MADELEINE BRAND, host:
This is DAY TO DAY. I'm Madeleine Brand.
ALEX CHADWICK, host:
I'm Alex Chadwick.
Coming up, selling beauty to baby boomers in the nude.
BRAND: First, John Edwards is continuing to campaign for president along with his wife, Elizabeth Edwards. She has disclosed that she has inoperable cancer. We've heard a lot about the political implications of her illness. But what lies ahead medically for Elizabeth Edwards?
We're joined again by Dr. Sydney Spiesel. He reviews medical literature for us and for the online magazine Slate. He is also a professor at the Yale Medical School. Hi, Sid.
Dr. SYDNEY SPIESEL (Medical Literature Reviewer, Slate Magazine; Professor, Yale Medical School): Hi. How are you?
BRAND: Well, Sid, she has inoperable cancer, it has spread to her bones. What are the biggest risks for her right now?
Dr. SPIESEL: Well, as is always the case, it's always a little bit dicey to even make some guesses but we have some ideas. I mean, first of all, she is a really, you know, very remarkable and impressive woman, 57 years old. She was treated for cancer, for breast cancer, three years ago with chemotherapy, surgery, radiation. She seemed to do well.
Now in general, 90 percent of unselected women will be disease-free five years after this treatment. But she was, unfortunately, among the five percent of women in whom the disease just reappeared after only three years of treatment.
I think the biggest risk for her is that the disease will continue to spread, that despite our treatments, which are actually good in certain ways, that we won't be able to arrest the spreading. The disease might spread to other places and might spread to other bones. Right now, she has two bones that are affected. One is the rib.
And recently, I understand that it was found there's another nest of cells in her hips. Now, what the effect of this is that at the sites where the bone is affected, it becomes thin and weak and can sometimes be quite painful. Two real issues around bone metastases are local pain and local weakness.
And then as bone, especially if you can't control the breakdown of bone in the vicinity of the tumor, it can lead to high levels of calcium, which can make people quite sick and actually are sometimes fatal, even.
BRAND: And would she likely be treated with chemotherapy or radiation or how would she be treated?
Dr. SPIESEL: Well, she'd probably be treated with some local radiation because that can inhibit, especially when it's so localized, that can inhibit the growth of the metastases that have already appeared in the bone. It will also - if her tumors are sensitive to estrogen, which many of them are - many breast cancer tumors are sensitive to estrogen.
We can use several different drugs that will prevent the tumors from being stimulated by the body's natural estrogen. One is we can use tamoxifen or drugs like that, which block the receptors on the tumor cells from being stimulated by estrogen. And we can also use a new class of drugs called aromatase inhibitors, which block the body's production of estrogen so that the background level of estrogen will be dramatically diminished.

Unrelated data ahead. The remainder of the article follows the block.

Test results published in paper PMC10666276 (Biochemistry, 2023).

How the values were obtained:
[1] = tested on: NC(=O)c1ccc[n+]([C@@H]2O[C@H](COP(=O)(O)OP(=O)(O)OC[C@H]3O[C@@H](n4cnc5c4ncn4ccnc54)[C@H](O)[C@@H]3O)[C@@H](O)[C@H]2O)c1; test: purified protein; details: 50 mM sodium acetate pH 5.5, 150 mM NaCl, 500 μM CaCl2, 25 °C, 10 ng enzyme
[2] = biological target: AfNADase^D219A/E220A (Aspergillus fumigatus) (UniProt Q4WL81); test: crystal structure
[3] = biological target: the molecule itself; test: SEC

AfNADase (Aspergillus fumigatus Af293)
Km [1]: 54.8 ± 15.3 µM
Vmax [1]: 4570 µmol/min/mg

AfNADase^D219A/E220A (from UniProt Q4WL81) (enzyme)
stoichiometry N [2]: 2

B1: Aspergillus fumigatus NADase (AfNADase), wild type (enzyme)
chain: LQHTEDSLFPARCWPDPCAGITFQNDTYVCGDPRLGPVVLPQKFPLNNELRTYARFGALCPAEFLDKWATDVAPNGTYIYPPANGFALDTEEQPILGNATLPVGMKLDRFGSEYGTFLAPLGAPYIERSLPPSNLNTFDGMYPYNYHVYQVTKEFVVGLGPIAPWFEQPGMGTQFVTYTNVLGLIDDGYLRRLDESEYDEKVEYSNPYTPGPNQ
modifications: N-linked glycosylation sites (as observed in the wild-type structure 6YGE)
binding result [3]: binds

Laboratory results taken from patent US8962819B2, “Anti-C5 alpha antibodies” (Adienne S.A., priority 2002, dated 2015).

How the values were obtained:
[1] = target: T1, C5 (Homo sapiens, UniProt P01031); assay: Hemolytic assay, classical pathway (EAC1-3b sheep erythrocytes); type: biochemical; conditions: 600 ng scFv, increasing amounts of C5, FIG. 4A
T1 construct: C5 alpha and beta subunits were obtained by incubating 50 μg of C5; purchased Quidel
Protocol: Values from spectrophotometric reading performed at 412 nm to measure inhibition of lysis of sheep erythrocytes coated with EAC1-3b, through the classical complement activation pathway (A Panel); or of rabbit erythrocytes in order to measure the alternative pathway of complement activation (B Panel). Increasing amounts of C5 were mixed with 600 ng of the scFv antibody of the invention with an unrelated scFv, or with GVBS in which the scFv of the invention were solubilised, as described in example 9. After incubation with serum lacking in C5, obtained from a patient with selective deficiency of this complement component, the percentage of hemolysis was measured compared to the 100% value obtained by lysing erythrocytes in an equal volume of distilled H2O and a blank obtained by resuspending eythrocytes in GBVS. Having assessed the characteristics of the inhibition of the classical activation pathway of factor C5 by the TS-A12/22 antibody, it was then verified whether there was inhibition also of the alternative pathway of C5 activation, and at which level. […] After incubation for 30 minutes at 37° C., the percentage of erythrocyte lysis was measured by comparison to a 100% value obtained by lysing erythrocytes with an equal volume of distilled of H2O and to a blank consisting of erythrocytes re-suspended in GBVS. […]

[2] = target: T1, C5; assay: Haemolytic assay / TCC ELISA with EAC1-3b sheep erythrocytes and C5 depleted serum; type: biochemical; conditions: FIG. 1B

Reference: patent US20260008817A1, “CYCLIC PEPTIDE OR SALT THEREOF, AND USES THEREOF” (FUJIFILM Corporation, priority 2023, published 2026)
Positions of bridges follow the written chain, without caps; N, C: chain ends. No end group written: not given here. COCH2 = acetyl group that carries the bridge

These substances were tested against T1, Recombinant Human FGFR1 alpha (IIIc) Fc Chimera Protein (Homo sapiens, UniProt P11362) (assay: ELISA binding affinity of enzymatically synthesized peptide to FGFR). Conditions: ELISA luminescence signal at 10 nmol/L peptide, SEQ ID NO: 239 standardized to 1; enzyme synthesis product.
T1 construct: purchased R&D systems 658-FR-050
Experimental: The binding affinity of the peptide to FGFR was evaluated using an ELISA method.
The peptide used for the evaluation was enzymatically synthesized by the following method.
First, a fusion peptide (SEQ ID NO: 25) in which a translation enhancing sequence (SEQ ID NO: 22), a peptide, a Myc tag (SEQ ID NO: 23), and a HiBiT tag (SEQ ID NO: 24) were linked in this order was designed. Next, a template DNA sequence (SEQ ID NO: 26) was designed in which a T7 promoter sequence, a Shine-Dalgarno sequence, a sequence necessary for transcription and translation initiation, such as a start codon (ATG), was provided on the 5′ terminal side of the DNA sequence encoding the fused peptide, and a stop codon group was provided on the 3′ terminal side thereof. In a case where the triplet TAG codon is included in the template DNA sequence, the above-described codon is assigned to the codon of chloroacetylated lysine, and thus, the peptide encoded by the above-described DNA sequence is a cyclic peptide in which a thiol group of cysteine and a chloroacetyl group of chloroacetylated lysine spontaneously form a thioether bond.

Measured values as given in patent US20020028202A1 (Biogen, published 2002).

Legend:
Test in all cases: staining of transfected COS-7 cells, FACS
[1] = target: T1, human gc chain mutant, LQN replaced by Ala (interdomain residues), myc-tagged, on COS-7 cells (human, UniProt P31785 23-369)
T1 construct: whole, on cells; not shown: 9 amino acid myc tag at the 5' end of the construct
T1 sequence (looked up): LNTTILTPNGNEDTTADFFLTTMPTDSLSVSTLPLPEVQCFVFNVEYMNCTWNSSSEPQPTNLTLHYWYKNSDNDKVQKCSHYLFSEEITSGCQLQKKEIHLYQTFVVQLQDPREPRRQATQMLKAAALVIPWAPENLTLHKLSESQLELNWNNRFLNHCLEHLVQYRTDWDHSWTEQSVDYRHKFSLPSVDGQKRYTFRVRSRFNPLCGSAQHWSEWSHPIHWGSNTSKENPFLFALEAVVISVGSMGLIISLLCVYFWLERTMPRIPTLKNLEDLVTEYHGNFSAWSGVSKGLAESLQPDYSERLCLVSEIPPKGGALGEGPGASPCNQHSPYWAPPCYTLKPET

And then we can do things for the bone itself, as the bone is sort of being attacked in the vicinity of these little nests of metastases of tumor cells, we can use the class of drugs which are really wonderful called bisphosphonates. They act by inhibiting the cells, the bone cells, which are causing the breakdown of bone.
And so that can prevent a lot of the damage and weakening and probably pain that's often, in the past, been associated with metastatic breast cancer or cancer that's metastatic to bone.
BRAND: And what are her chances for survival in the long term?
Dr. SPIESEL: Well, I don't want to be flip about this but, ultimately, none of us have very good chances of survival in the very long term.
Dr. SPIESEL: The question is how is this going to affect her life. And yes, it's true that these metastases dramatically worsen her prognosis. You know, had they not occurred, her likelihood of surviving for more than five years would have been somewhere well over 85 percent. Now, it's probably about 20 percent, statistically. And the illness went to one, which might have been cured to one, which might be, sort of, at best controlled.
So it's hard to predict. But on the other hand, I think that - and I certainly hope that she'll fall in this category - there are some patients who, although, they're never fully cured will still have a relatively good outcome with their disease reasonably well controlled with a high quality of life and a good long survival, which is exactly what one would hope for this very exceptional woman.
BRAND: Opinion from Dr. Sydney Spiesel, a pediatrician and also a professor at the Yale Medical School. And you can read Sydney Spiesel's Medical Examiner column at Slate.com. Thanks again, Sid.
Dr. SPIESEL: Thank you.
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BRAND: There's more coming up on DAY TO DAY from NPR News.
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